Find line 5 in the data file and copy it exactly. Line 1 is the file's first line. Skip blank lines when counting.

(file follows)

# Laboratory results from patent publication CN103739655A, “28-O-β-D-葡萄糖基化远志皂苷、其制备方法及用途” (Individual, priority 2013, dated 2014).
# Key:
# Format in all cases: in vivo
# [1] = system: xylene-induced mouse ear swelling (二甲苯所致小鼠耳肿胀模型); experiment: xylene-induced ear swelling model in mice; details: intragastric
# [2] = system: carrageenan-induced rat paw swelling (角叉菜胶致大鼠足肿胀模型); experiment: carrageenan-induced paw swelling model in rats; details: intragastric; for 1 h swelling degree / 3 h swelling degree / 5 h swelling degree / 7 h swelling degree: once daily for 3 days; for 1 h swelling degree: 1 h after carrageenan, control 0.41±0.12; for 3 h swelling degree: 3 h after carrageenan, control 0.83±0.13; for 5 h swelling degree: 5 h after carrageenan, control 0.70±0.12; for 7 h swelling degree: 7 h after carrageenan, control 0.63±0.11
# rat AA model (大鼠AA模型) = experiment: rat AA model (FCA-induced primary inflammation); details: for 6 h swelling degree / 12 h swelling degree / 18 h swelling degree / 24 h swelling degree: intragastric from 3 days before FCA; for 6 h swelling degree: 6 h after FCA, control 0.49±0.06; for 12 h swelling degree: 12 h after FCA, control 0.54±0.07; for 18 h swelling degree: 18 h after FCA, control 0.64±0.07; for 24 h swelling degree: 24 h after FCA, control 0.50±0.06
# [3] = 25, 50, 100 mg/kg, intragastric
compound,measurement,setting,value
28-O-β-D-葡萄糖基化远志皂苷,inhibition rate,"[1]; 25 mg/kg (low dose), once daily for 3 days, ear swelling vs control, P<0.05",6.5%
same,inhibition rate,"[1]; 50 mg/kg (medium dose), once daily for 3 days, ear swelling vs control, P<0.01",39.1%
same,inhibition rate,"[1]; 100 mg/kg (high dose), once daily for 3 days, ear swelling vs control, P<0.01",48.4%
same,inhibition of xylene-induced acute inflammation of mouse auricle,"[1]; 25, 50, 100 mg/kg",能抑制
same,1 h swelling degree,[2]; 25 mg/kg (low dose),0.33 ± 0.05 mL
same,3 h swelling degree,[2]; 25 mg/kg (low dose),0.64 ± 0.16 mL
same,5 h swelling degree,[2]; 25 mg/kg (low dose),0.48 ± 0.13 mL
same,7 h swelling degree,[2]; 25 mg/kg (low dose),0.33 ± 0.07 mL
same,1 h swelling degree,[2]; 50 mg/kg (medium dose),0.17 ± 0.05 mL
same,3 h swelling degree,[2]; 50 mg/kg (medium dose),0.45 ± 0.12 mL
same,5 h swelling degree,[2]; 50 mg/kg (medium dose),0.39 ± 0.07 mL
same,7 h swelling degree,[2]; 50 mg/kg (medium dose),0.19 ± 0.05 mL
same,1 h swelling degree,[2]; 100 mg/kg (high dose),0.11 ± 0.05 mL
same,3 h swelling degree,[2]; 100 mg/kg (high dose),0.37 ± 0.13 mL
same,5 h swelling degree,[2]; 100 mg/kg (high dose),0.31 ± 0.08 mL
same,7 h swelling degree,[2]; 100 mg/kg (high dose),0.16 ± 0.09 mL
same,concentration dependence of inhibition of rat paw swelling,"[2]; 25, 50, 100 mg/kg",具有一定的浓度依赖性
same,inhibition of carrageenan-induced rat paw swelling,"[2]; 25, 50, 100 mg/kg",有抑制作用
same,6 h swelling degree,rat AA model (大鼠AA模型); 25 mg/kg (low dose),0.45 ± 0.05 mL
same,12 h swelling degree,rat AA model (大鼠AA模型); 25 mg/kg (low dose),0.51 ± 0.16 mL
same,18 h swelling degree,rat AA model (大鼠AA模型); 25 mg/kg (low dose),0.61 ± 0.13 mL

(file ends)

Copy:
# [2] = system: carrageenan-induced rat paw swelling (角叉菜胶致大鼠足肿胀模型); experiment: carrageenan-induced paw swelling model in rats; details: intragastric; for 1 h swelling degree / 3 h swelling degree / 5 h swelling degree / 7 h swelling degree: once daily for 3 days; for 1 h swelling degree: 1 h after carrageenan, control 0.41±0.12; for 3 h swelling degree: 3 h after carrageenan, control 0.83±0.13; for 5 h swelling degree: 5 h after carrageenan, control 0.70±0.12; for 7 h swelling degree: 7 h after carrageenan, control 0.63±0.11